Restoring a ruined account

I’m on Airbnb since late 2016, running my property with the help of my partner.
I was having my airbnb account managed by my partner, with my username and password. Full confidence. As I don’t live in the city my airbnb property is, I was only checking the financial reports once per each couple of months or so.
In June this year I had a quarrel with my partner. After that he silently deleted all bookings, as well as my two listings. Made a listing of two my apartments on his account.
Once I figured out what had happened (it took me several weeks), I rushed back, and regained access to my property.
I’ve contacted Airbnb support team, they’ve restored my listings (not bookings, obviously), and cleared up my calender (since the dates for the cancelled bookings normally remain closed).
After that I’ve brushed up my long neglected apartments and tried to restore the functionality of this business.
However, it seems that Airbnb is penalizing my account for this incident. My listings are open for two weeks now, no bookings have been made.
My average occupation rate used to be about 70%. I have about 70 user feedbacks on every listing, with overal rating of 4.5.
So this lack of bookings make no sense to me.
I’ve contacted the Airbnb support team one more time and asked them this question. They’ve reassured me there is no penalizing of my account.
According to the freshly made listing on the account of my partner for these two apartments, during these several weeks, he managed to get the occupation rate of about 75-80%.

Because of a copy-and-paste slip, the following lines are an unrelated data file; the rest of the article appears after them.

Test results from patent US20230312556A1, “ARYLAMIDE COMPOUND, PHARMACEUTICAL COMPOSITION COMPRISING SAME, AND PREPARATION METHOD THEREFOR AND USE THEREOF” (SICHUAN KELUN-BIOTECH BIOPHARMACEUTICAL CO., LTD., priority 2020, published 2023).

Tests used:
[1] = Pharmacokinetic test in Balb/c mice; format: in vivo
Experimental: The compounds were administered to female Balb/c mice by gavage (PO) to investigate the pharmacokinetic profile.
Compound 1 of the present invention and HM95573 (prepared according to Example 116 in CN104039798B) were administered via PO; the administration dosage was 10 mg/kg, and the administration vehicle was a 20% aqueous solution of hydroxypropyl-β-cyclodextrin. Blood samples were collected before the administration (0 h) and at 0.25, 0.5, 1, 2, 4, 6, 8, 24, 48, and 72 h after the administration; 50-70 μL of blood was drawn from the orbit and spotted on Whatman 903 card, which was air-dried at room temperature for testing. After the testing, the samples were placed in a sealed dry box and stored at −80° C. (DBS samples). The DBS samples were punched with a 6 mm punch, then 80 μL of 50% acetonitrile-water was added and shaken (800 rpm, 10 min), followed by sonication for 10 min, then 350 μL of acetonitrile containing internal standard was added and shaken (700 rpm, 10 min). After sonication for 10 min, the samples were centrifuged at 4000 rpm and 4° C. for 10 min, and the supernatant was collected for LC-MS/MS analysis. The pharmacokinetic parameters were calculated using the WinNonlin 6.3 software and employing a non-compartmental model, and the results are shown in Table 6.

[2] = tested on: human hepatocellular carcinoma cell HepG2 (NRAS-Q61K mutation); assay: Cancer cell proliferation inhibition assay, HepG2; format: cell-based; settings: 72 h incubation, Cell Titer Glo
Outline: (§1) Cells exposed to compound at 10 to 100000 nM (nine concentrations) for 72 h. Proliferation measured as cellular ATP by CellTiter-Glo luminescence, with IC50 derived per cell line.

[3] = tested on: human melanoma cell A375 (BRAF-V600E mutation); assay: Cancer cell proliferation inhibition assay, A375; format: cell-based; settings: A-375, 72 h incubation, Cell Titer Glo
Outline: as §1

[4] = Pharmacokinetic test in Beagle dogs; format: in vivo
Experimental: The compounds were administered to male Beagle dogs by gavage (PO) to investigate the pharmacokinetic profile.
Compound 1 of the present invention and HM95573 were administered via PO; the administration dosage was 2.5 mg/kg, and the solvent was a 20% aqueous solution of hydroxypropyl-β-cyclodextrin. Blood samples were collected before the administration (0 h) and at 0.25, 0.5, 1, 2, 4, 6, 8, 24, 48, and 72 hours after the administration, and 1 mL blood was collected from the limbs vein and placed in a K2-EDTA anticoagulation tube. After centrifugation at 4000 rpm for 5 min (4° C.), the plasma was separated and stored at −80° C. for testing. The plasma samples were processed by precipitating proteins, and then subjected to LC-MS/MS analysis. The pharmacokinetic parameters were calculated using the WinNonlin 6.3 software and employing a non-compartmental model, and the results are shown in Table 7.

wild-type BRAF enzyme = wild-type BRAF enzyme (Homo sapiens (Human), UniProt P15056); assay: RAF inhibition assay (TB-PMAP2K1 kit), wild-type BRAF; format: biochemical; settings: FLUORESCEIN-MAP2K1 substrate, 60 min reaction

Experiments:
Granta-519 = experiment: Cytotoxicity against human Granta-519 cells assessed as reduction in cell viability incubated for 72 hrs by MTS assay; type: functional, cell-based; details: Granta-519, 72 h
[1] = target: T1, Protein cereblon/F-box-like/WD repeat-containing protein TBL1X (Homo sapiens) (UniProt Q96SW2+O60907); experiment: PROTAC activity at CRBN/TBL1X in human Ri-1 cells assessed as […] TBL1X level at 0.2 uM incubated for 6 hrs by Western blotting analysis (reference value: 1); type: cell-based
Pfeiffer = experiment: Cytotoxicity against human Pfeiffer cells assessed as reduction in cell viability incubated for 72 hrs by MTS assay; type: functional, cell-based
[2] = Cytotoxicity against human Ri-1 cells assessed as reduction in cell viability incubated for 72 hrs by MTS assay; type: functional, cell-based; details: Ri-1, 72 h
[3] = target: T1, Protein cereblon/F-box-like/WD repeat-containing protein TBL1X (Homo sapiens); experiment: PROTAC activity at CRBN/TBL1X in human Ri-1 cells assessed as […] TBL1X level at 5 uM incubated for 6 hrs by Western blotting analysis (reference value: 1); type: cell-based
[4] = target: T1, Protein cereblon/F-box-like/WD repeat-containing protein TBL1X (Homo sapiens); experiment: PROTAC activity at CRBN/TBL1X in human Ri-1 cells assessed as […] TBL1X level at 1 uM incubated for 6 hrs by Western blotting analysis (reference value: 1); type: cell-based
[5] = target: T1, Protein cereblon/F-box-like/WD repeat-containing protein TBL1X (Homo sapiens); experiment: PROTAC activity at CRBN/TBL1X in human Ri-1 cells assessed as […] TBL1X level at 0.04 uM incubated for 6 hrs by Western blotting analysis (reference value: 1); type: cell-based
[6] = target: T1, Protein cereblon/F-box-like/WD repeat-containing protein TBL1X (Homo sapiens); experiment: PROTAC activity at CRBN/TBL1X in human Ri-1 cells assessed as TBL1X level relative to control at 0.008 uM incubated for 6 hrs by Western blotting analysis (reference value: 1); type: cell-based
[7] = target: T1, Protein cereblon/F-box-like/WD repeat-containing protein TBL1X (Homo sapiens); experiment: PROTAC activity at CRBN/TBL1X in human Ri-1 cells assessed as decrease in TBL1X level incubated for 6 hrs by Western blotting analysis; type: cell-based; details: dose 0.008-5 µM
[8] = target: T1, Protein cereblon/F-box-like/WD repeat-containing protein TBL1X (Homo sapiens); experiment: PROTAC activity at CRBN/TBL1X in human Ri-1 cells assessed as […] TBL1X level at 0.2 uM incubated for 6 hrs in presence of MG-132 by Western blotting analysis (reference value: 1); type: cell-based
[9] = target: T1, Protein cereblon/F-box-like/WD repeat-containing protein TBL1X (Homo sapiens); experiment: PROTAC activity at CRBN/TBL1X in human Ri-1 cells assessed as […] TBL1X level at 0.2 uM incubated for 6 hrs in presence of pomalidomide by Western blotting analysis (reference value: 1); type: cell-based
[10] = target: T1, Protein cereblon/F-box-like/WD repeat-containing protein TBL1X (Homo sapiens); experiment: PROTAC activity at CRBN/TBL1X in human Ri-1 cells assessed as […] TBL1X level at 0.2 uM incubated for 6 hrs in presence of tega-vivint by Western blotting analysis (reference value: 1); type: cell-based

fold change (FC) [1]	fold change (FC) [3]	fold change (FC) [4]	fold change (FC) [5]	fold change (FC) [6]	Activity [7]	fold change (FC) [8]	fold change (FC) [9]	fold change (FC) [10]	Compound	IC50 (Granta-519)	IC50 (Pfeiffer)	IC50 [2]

I can’t understand what’s wrong here.
I have three options, as I see it:

  1. Keep struggling with this account.
  2. Make another blank new account, leaving everything behind.
  3. I can use my mother’s account, she had some listings two years ago, no cancellations, everything in order.

Any ideas?

a short follow-up.
My goal is to obtain the Superhost status.
Right now, with 17% rate of cancelled bookings, it’s obviously impossible.
If I’m choosing options 2 or 3, how soon will I be able to become SH?

It is a harsh lesson to learn about the importance of not leaving your business unmonitored but I am glad you now have things back under your control.

It is not clear from your post. Is your account showing as have a number of cancelled booking? If so, that is likely to account for the fact that people are reluctant to book with you. If so, have you asked Airbnb to remove the cancellation notices.

It is against Airbnb’s terms to make a new account as you are only allowed one, if they find out, they can ban you from the platform completely.

If you want to lose your history of reviews, you could look at setting them up under your mother’s account and she can add you as a co-host.

Personally I would always prefer to have my listings, under my own control, under my own account.

No-one can tell you how long it will take you to get superhost status, it depends on how many bookings you get and ratings for those bookings.

Where are you getting this from? This is news to me.

What you have to do is put yourself in Airbnb’s shoes.

What they want is for guests to find and book a great place to stay easily and quickly. They want those guests to be happy so that they’ll use Airbnb again and again.

Now their CS reps differ greatly in quality and brainpower. It’s possible that, when you explained the situation, the person you spoke to thought “this person isn’t a host. This person is pretty ditzy if she lets her boyfriend run her listing and only checks once every few months and lives in another city. I think that many guests wouldn’t want to be hosted by someone like that as it’s all so flaky and uncertain”.

Looking at it 100% totally and honestly from a business point of view Airbnb hasn’t seen any evidence that you (as opposed to your co host or boyfriend) are a good host and a good bet to direct potential guests towards.